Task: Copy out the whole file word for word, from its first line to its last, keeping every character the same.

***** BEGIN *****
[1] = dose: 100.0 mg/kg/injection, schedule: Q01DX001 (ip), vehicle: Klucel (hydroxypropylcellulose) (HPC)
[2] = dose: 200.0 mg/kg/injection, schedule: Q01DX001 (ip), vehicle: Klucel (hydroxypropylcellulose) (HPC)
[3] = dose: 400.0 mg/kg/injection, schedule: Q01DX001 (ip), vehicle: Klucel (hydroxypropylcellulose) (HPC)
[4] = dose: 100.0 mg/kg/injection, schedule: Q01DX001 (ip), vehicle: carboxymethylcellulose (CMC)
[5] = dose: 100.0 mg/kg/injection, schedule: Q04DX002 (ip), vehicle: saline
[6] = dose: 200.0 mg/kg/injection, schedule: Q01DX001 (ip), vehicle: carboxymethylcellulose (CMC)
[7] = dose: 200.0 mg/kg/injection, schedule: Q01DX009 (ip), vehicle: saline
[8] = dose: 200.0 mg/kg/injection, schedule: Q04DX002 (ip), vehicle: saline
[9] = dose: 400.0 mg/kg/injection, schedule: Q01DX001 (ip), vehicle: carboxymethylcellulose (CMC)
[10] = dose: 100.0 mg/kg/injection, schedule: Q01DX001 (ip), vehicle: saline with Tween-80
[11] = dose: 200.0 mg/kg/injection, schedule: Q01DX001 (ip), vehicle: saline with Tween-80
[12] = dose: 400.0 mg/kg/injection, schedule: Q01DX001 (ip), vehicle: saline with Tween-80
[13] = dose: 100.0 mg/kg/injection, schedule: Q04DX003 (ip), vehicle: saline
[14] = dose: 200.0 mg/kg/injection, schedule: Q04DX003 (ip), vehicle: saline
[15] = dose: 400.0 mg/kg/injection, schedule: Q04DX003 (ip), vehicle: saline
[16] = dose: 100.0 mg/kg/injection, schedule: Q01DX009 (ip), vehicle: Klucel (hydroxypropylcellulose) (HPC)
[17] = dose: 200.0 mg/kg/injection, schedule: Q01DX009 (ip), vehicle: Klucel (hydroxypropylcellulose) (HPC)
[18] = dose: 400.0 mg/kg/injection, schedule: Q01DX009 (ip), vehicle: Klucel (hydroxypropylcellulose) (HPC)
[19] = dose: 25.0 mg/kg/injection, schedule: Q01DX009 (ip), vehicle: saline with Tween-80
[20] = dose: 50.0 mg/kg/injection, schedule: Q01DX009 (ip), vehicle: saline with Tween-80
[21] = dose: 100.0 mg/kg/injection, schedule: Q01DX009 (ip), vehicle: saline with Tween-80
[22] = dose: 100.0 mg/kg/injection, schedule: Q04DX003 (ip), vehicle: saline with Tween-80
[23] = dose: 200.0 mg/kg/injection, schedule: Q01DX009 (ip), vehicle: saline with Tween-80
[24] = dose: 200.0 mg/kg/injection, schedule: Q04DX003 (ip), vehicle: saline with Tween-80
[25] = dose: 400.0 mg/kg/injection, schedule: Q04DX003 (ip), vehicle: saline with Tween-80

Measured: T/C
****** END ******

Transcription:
[1] = dose: 100.0 mg/kg/injection, schedule: Q01DX001 (ip), vehicle: Klucel (hydroxypropylcellulose) (HPC)
[2] = dose: 200.0 mg/kg/injection, schedule: Q01DX001 (ip), vehicle: Klucel (hydroxypropylcellulose) (HPC)
[3] = dose: 400.0 mg/kg/injection, schedule: Q01DX001 (ip), vehicle: Klucel (hydroxypropylcellulose) (HPC)
[4] = dose: 100.0 mg/kg/injection, schedule: Q01DX001 (ip), vehicle: carboxymethylcellulose (CMC)
[5] = dose: 100.0 mg/kg/injection, schedule: Q04DX002 (ip), vehicle: saline
[6] = dose: 200.0 mg/kg/injection, schedule: Q01DX001 (ip), vehicle: carboxymethylcellulose (CMC)
[7] = dose: 200.0 mg/kg/injection, schedule: Q01DX009 (ip), vehicle: saline
[8] = dose: 200.0 mg/kg/injection, schedule: Q04DX002 (ip), vehicle: saline
[9] = dose: 400.0 mg/kg/injection, schedule: Q01DX001 (ip), vehicle: carboxymethylcellulose (CMC)
[10] = dose: 100.0 mg/kg/injection, schedule: Q01DX001 (ip), vehicle: saline with Tween-80
[11] = dose: 200.0 mg/kg/injection, schedule: Q01DX001 (ip), vehicle: saline with Tween-80
[12] = dose: 400.0 mg/kg/injection, schedule: Q01DX001 (ip), vehicle: saline with Tween-80
[13] = dose: 100.0 mg/kg/injection, schedule: Q04DX003 (ip), vehicle: saline
[14] = dose: 200.0 mg/kg/injection, schedule: Q04DX003 (ip), vehicle: saline
[15] = dose: 400.0 mg/kg/injection, schedule: Q04DX003 (ip), vehicle: saline
[16] = dose: 100.0 mg/kg/injection, schedule: Q01DX009 (ip), vehicle: Klucel (hydroxypropylcellulose) (HPC)
[17] = dose: 200.0 mg/kg/injection, schedule: Q01DX009 (ip), vehicle: Klucel (hydroxypropylcellulose) (HPC)
[18] = dose: 400.0 mg/kg/injection, schedule: Q01DX009 (ip), vehicle: Klucel (hydroxypropylcellulose) (HPC)
[19] = dose: 25.0 mg/kg/injection, schedule: Q01DX009 (ip), vehicle: saline with Tween-80
[20] = dose: 50.0 mg/kg/injection, schedule: Q01DX009 (ip), vehicle: saline with Tween-80
[21] = dose: 100.0 mg/kg/injection, schedule: Q01DX009 (ip), vehicle: saline with Tween-80
[22] = dose: 100.0 mg/kg/injection, schedule: Q04DX003 (ip), vehicle: saline with Tween-80
[23] = dose: 200.0 mg/kg/injection, schedule: Q01DX009 (ip), vehicle: saline with Tween-80
[24] = dose: 200.0 mg/kg/injection, schedule: Q04DX003 (ip), vehicle: saline with Tween-80
[25] = dose: 400.0 mg/kg/injection, schedule: Q04DX003 (ip), vehicle: saline with Tween-80

Measured: T/C